5. Invest in better marketing. This is not the same as taking out ads. I’m talking about quality packaging, professional photos, a beautiful and coordinated display, shelf-talkers, post-cards. You want materials that people walk away with and are “wowed” by. Get yourself some cool brand swag, and even grab some swag to give away!
  6. Survey your customers. We can’t always see what’s right in front of us when we’re so personally invested in our business, which is why I recommend creating a survey for your current customers. Ask them their opinions about your products, your service, your marketing – offer them an incentive like a discount or free gift to get people to take the time to take the survey. Use this new information to make changes to your business.
  7. Be your own customer for a day. Go through the whole process of introducing your brand to yourself through making a purchase. What is your elevator pitch? What problem are you solving? What is your brand story? How easy is it to navigate a purchase? Shipping? Customer service? You will be your own harshest critic and you can use this information to make your business run smoothly.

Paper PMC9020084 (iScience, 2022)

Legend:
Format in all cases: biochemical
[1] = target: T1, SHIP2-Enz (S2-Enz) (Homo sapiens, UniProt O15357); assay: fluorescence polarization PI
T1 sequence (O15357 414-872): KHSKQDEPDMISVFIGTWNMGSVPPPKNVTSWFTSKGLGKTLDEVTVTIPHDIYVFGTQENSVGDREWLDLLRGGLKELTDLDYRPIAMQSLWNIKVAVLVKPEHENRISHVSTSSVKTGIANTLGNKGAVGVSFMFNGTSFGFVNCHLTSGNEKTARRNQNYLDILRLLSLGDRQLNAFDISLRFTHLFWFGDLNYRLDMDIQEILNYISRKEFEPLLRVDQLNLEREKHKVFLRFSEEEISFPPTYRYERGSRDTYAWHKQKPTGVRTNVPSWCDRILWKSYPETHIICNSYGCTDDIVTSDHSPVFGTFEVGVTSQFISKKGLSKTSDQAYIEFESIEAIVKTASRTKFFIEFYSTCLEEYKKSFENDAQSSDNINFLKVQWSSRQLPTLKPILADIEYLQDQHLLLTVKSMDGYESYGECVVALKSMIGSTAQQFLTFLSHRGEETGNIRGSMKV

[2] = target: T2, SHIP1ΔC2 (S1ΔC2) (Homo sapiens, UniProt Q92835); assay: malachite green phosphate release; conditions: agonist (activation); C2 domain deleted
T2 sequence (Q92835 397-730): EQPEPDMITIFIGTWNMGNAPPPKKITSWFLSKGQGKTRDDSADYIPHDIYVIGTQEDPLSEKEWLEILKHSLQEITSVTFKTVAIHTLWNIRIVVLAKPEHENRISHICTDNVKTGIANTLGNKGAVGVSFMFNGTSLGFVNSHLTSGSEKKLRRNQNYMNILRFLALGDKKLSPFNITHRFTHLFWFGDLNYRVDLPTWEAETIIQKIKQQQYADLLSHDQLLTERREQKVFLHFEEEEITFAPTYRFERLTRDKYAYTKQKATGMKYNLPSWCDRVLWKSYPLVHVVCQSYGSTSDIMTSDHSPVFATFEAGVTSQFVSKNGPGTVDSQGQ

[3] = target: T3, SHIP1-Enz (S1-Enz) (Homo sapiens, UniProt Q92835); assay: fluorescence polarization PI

8. Find the passion in your brand. Whether you’re selling caskets or vacations to Disney World, you must have a passion for your brand in order to truly sell it to someone else. Think back to why you originally started in your business – was it a favorite product you used or made? A mission that the company has (whether it’s your company or a direct sales company)? The empowerment you feel by owning a small business? Find your passion, write it down, and look at it every day.